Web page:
Survey Says: Polls and Showdowns Drive Brand Participation

Everyone has an opinion about the best Beatles song or favorite beach or travel destination. And when push comes to shove, there is nothing like a showdown between two fave. Guest blogger Allen Bonde describes how brands can use showdowns to their advantage.

Allen Bonde is co-founder and CMO of Offerpop, a New York-based social media marketing software company, and principal of Evoke CRM, his consultancy. His kids still know more about Facebook than he does, but he’s learning. Join his conversation on Twitter.

Everyone has an opinion about the best Beatles song or favorite beach or travel destination. And when push comes to shove, there is nothing like a showdown between two faves. Coke vs. Pepsi. Yankees vs. Red Sox. Lady Gaga vs. Madonna. So it’s no surprise that polls and showdowns have became a popular way to engage with fans on social channels like Facebook. In fact, half of the top 25 (non-entertainment) brands on Facebook feature a poll or two-way contest on their Facebook page.

The idea of a poll is pretty simple: pose a question, and give a few choices to vote on. Then let users see the results, and allow them to share their vote with their friends, or even publish the poll on their Wall. And it’s certainly easy enough to get started with simple poll apps from vendors like Kremsa Design or Poll Daddy.

Here’s an example from the Monster Energy fan page:

These basic polls are simple enough and reasonably effective at driving traffic. But you also get what you pay for. In most cases, the basic app may be free. But if you don’t want the poll to run on the vendor’s page (with ads), or want comments to appear, you have to start paying, which brings us to some more sophisticated apps.

Voting, Sharing and Driving Word of Mouth… and Social Commerce

Beyond simple polls, there are a growing number of more ‘marketing-oriented’ apps that enable polls, showdowns and voting on favorites on your Facebook page. Some of the vendors offering these tools include WebTrends, Involver and my company, Offerpop.

It’s beyond the scope of this post to evaluate each of these tools, but I’d like to highlight what we see as some of the keys to effectively using polls and showdowns to drive participation with your brand – regardless of the tool or app you use.

1. Make it easy to vote – this may seem obvious, but with a few poll and voting apps (not from the vendors above), the first question a user sees is not a poll question but rather a request to access their Facebook profile before being allowed to vote. To me this is a totally unnecessary barrier to participation.

2. Start a conversation – two of the most popular activities on Facebook are commenting and Liking. Most poll apps allow users to Like the poll, and some allow users to comment when then vote. But an interesting alternative is enabling users to actually vote by commenting using the Facebook comments widget.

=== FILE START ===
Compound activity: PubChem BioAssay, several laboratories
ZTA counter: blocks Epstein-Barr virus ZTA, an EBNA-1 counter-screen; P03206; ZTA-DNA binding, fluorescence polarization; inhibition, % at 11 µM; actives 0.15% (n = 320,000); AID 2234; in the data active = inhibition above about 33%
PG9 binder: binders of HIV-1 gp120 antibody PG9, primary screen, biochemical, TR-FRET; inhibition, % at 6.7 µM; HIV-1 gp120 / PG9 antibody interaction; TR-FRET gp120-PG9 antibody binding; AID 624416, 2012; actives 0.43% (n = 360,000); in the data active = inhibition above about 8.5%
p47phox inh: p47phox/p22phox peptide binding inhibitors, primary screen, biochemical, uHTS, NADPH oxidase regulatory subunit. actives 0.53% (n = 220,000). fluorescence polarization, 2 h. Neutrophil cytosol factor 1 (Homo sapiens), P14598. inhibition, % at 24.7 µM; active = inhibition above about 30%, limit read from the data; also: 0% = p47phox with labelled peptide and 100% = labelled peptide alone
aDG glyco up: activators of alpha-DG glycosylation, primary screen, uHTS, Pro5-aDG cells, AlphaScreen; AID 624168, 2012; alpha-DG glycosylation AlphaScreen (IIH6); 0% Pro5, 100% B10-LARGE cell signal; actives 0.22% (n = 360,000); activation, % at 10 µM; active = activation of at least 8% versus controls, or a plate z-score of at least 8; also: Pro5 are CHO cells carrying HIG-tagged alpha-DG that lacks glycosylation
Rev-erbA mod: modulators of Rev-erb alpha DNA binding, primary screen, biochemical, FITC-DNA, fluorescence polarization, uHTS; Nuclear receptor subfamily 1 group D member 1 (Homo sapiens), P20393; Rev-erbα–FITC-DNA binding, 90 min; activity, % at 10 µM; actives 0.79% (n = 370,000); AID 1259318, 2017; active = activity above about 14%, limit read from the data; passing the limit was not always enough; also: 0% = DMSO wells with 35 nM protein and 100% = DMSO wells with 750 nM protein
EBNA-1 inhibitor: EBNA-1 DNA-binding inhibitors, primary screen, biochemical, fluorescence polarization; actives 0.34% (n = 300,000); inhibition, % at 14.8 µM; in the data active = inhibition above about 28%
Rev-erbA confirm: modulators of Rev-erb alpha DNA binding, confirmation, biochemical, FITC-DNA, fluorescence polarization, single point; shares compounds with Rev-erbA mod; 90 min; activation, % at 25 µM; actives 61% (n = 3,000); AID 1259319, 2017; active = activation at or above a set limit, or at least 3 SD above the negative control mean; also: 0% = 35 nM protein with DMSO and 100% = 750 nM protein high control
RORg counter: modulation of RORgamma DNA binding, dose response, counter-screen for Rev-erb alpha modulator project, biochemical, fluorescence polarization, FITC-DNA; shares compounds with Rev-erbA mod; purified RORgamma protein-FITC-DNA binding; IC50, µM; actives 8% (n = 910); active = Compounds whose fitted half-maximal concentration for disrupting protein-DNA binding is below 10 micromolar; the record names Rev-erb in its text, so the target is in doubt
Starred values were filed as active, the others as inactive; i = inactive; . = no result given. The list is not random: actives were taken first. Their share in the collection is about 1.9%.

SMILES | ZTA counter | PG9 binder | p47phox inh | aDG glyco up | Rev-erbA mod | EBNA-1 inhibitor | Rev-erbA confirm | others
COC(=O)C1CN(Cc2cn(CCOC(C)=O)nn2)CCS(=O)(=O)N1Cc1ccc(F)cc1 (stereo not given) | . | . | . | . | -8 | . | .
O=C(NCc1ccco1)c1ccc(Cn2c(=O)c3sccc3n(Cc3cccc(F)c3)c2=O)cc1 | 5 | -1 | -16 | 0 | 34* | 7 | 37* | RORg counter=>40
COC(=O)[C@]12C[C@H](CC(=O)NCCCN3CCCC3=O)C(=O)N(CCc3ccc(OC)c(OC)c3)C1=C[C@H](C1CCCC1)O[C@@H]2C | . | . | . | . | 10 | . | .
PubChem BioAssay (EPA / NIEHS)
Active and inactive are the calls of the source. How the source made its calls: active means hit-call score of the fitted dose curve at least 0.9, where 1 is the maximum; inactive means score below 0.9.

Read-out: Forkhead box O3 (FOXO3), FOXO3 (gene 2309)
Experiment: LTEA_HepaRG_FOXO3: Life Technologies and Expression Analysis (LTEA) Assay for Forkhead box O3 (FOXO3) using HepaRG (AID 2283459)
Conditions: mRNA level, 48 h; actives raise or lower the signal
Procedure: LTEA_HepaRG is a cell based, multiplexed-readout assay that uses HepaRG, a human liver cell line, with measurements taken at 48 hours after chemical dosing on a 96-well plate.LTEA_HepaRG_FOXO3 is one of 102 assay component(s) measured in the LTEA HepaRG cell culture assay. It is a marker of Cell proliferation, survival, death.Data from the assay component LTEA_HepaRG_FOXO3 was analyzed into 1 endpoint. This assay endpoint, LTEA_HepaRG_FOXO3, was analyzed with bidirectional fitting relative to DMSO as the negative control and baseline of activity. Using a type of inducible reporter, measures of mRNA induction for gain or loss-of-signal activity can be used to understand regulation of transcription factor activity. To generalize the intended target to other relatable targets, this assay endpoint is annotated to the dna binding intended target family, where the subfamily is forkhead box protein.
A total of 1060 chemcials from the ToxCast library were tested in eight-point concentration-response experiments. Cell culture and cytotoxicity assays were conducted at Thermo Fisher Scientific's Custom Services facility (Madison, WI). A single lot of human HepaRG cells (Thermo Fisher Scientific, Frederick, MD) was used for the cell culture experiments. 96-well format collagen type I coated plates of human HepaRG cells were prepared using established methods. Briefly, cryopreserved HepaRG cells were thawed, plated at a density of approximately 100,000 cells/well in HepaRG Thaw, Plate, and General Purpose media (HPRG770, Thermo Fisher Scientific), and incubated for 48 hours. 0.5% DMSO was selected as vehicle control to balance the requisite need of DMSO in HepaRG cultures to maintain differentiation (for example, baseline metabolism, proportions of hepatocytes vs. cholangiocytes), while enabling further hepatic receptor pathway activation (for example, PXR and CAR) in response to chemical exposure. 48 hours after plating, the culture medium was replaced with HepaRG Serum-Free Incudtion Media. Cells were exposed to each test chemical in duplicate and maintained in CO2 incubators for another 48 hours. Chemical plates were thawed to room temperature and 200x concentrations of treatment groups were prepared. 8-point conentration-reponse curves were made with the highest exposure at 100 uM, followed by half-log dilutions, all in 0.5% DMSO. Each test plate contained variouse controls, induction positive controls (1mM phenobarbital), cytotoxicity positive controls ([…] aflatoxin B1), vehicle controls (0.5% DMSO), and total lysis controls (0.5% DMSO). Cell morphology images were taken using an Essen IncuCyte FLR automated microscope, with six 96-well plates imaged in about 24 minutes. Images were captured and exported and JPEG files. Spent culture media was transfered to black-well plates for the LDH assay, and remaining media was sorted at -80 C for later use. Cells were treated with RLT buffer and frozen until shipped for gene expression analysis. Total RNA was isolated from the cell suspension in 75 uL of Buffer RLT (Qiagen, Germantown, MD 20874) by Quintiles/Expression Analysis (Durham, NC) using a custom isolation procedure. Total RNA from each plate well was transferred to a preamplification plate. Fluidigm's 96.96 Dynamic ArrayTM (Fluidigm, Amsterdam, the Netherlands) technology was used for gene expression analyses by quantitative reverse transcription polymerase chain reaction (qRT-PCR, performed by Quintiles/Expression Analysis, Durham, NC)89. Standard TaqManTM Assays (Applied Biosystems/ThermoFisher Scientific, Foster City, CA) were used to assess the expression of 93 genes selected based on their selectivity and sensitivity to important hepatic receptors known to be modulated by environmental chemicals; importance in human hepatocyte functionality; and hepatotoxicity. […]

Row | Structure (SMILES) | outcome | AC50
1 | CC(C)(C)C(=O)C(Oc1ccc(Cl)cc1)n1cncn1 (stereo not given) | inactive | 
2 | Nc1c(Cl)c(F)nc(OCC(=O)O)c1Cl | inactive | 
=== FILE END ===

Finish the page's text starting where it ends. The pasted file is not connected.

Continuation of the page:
3. Encourage users to spread the word – the best poll apps are brand-friendly, provide real-time reports for tracking participation – something that is critical to social campaigns, and make it easy to share your vote (and the poll) by posting to your Wall. Scheduling regular (weekly) showdowns with fun themes can also boost involvement and sharing. In fact we’ve seen some Tug of War campaigns generated as high as a 70% ‘share rate,’ where a majority of participants opt to post their vote to their Facebook profile.

4. Don’t forget to fan-gate – compelling polls and showdowns can be a fun and effective way to attract new fans by requiring them to Like you before joining in. Most of the leading app providers offer a fan-gating option, either included in the basic service or for an additional free (more common). And of course your creative on the ‘non-fan’ Tab should drive Likes. Here’s an example from Bravo’s weekly poll for the Bethenny Ever After television series:

5. Leverage product tie-ins – moving from engagement to conversions is a top goal for an increasing number of social media programs, especially those run by retailers or other online service providers (think travel, music, books etc.), as I’ve discussed in prior posts. Including a link to additional product information, say in your online catalog or even reviews, under each side of a 2-way product showdown is an easy and effective way to do this.

By following these tips, polls and showdowns can be a fun and natural way to engage with fans, drive word of mouth, get customer feedback – and even start down the path to social commerce.